A Photon has no mass. It can’t rest.

A) A Photon has no mass. B) A implies “It can’t rest”. C) Therefore it doesn’t have rest mass. D) Photon rest mass is zero.

Assertion and reasoning; A is correct. B is correct and follows from A. C is correct, it does follow from B. But D is incorrect it does not follow from A, B, or C. Its erroneous, a sloppy language that has been thought to be correct for ages now.

The trick is to realize there is no property called mass of photon — at-least in the same sense as it is for other particles with mass, therefore no rest mass. To say rest mass is zero is a special value of mass or rest mass. It just doesn’t have rest mass, as it neither has mass, nor rest, which are equivalent formulations, one leads to other. But A, B or C do not lead to D. They are not equivalent way of saying each other. They invalidate each other actually.

How to add speeds; Galileo and Einstein won’t agree.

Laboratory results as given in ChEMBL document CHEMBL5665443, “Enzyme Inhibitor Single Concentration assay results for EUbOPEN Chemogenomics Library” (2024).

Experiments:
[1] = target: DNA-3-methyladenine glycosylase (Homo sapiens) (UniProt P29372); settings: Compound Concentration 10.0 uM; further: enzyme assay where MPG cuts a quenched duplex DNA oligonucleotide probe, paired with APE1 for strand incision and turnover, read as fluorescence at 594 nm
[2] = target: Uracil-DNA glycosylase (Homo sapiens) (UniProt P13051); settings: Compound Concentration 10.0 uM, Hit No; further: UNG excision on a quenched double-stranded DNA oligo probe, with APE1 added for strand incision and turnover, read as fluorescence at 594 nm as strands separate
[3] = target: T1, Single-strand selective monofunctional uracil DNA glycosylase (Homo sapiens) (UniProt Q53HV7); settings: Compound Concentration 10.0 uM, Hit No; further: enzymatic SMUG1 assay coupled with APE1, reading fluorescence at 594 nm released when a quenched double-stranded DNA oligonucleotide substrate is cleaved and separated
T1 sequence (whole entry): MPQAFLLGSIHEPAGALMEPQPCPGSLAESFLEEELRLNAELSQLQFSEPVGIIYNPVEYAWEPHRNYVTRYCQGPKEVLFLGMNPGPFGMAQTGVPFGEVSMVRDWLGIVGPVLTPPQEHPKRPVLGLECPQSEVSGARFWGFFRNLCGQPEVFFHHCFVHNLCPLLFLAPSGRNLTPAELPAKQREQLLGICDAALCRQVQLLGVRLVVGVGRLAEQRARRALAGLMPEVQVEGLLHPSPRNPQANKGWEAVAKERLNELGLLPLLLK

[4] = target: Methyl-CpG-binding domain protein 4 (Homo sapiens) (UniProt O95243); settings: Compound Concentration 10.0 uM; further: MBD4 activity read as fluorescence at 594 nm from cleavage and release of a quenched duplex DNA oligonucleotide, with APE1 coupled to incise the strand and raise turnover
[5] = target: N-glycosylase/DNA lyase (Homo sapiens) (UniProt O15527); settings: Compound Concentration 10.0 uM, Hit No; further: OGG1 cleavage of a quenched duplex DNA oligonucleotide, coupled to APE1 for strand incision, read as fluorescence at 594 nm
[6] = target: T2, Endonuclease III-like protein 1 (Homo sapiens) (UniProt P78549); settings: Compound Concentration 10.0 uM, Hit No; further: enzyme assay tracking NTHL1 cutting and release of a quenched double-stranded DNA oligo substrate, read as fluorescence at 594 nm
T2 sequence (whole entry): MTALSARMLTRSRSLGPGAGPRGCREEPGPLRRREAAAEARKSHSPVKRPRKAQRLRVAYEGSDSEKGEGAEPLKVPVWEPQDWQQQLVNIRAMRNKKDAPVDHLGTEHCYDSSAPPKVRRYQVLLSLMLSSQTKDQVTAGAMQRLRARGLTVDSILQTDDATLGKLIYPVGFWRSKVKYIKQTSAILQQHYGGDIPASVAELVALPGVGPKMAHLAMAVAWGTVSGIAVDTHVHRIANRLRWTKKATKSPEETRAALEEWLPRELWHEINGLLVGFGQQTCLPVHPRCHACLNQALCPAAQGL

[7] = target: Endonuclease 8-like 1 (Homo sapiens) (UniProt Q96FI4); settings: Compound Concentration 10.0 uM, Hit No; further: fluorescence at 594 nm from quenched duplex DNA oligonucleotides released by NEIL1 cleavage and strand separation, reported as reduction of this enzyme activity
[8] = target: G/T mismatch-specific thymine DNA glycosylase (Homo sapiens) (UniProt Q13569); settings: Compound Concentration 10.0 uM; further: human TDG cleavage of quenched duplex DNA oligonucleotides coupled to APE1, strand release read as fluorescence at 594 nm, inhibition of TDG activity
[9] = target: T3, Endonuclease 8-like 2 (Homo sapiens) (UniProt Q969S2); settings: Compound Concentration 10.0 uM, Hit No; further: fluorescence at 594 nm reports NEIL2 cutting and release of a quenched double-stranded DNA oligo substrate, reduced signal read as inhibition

How to calculate the speed of anything, when their speed becomes closer to the speed-of-light. 
This article was originally a comment in the linked article;  Why Nothing Moves Faster Than Light.

— In order to correct the comment I have made earlier  ” unless something is completely mass-less in its rest-frame ” I also add the following. This is a fact which I have realized lately — or rather trapped myself to commit an inconsistent remark, by following the same comment in making other remarks elsewhere. 

But it’s better late than never to realize; when something is mass-less, it will never have a rest-frame, because by Einstein’s transformation rules, known as Theory of Relativity, to be consistent, a mass-less particle will always move at the speed of light c, no matter which frame we are looking at it from. This then leads to the velocity addition formula of Einstein.

Now we will discuss in a slightly more detail the two kind of velocity addition formula, one prior to Einstein and one that came from Einstein’s work. 

Prior to Einstein. 
According to Newton and Galileo ( Galileo Project ), known by a name Galilean Relativity, the following follows; if C moves at speed